New York/The Bowery

The Bowery and Great Jones Street (4×5 film) — © Brian Rose

While reading the New Yorker I came across a quote attributed to late choreographer Merce Cunningham.  From Joan Acocela’s article:

…stories or even themes put the spectator in the position of someone standing on a street corner waiting for a friend who is late: you can’t see the cars or the buildings or the sky , he said, because “everything and everyone is not the person you await.”

Likewise with photographs. If you latch too much onto familiar visual narratives, other meanings, other connections, will not be made. This is true both for the image maker and the viewer.

The Bowery and Rivington Street (4×5 film) — © Brian Rose

With that caution in mind, here are six recent images of the Bowery made with the 4×5 view camera. I did them in conjunction with a class I was teaching at ICP, and as part of  my ongoing project to photograph the Bowery. The block above includes the New Museum on the left, the Bowery Mission and the Salvation Army building, the tall one in the middle. The latter are vestiges of the Bowery’s skid row past, though they and a couple other organizations still provide services for a more scattered homeless/street population. The gentrification of the Bowery, however, is proceeding rapidly.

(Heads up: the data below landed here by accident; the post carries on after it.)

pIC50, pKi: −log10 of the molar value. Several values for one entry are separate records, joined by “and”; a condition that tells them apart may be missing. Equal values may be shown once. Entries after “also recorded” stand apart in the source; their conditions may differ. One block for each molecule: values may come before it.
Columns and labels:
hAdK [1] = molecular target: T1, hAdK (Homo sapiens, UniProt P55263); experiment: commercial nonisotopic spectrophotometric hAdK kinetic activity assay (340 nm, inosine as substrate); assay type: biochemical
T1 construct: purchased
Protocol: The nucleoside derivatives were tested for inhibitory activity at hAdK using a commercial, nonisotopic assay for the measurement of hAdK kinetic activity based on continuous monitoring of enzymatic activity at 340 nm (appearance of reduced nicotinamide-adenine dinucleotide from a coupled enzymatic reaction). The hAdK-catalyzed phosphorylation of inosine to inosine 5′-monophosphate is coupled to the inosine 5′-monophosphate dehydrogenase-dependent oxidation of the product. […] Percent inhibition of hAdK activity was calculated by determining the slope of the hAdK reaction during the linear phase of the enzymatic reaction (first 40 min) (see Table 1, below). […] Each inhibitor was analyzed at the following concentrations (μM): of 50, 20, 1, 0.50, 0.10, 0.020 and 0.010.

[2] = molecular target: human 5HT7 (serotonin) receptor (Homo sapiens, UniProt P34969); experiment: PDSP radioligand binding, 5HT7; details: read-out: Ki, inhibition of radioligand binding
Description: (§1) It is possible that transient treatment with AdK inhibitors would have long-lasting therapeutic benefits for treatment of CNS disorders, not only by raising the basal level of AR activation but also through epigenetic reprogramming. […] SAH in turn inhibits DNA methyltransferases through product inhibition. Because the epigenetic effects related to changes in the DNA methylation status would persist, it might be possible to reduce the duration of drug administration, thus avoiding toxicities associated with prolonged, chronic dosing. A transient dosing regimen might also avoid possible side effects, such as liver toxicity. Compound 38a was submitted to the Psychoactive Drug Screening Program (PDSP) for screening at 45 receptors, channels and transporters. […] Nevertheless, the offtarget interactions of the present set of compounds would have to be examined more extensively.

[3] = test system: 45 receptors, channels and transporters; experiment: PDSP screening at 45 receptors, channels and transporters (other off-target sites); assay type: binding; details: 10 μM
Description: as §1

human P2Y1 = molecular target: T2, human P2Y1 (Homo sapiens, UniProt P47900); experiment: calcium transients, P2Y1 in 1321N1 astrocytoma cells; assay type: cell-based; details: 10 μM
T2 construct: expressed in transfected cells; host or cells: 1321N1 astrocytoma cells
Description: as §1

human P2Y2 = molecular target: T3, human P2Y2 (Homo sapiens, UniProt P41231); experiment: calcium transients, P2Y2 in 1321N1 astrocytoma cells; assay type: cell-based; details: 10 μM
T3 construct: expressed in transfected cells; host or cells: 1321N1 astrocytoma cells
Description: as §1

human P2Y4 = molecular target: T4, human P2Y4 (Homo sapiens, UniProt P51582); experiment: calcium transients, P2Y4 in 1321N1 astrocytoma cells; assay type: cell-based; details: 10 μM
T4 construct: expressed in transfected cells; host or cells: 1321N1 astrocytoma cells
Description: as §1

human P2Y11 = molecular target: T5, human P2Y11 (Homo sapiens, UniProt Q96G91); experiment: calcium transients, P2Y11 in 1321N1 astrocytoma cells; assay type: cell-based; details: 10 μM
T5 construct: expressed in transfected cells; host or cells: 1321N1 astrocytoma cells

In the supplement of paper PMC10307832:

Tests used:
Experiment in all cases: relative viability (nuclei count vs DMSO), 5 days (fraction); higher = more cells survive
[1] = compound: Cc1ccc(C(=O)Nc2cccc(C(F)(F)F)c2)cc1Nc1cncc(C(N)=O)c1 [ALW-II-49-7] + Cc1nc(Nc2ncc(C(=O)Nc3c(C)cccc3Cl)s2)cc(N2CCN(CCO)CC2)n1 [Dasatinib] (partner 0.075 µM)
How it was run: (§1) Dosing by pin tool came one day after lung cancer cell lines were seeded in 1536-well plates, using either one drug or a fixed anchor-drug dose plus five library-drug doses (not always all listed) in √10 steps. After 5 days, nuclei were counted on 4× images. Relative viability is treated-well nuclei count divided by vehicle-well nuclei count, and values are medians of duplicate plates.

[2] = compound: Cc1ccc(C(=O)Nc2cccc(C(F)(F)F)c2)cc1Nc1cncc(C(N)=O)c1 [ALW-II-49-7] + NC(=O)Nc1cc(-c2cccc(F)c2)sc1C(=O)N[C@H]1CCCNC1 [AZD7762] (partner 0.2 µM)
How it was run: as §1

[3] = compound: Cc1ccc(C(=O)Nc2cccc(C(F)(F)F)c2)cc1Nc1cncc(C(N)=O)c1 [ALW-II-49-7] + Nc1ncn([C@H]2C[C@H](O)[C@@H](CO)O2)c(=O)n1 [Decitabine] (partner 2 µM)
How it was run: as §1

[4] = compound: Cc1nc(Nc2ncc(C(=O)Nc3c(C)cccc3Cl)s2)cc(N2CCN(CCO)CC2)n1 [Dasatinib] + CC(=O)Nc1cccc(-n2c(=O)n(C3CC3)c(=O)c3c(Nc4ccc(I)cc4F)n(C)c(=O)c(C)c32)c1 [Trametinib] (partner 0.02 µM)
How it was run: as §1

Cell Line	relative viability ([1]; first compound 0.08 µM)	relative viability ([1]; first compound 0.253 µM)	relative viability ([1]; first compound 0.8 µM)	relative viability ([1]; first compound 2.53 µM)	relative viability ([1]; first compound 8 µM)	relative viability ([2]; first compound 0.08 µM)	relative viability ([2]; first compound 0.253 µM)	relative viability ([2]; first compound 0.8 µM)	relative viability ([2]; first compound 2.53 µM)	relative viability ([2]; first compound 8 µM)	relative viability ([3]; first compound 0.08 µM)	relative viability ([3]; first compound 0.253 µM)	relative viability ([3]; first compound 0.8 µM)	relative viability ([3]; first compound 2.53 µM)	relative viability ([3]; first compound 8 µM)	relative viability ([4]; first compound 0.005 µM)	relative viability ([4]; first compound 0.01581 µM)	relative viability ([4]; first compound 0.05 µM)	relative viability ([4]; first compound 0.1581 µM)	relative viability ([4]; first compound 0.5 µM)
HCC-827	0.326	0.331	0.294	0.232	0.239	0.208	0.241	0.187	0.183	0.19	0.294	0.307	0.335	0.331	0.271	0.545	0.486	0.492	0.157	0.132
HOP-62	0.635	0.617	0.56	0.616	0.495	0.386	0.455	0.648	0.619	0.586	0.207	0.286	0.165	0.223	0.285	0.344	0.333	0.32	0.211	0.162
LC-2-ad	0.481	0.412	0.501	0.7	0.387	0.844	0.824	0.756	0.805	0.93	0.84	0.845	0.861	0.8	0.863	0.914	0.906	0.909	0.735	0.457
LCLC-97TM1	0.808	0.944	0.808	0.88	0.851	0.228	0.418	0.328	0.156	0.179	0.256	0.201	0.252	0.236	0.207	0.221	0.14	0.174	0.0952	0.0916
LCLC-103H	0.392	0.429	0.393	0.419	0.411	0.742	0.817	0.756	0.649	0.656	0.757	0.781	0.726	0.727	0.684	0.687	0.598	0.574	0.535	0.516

The Bowery and Delancey Street (4×5 film) — © Brian Rose

Some of the roll-down window gates were recently decorated by artists. This one is by the notable graffiti artist Kenny Scharf.

The Bowery and Grand Street (4×5 film) — © Brian Rose

The townhouse at left is from 1817 and is one of the few protected landmark buildings in New York to have its status rescinded. The owner wants to demolish and construct an office building. From the Villager:

(City Councilwoman) Chin noted that she has supported many landmark designations on the Bowery. “But in this instance, I have to look at the bigger picture and find a balance. There is an opportunity to help the community recover from [the World Trade Center attack], which it hasn’t done. I just hope that the advocates will see my point of view on this and that we will have the opportunity to continue to work to preserve the historic character of the Bowery. But on this building we will have to differ.” Chin said.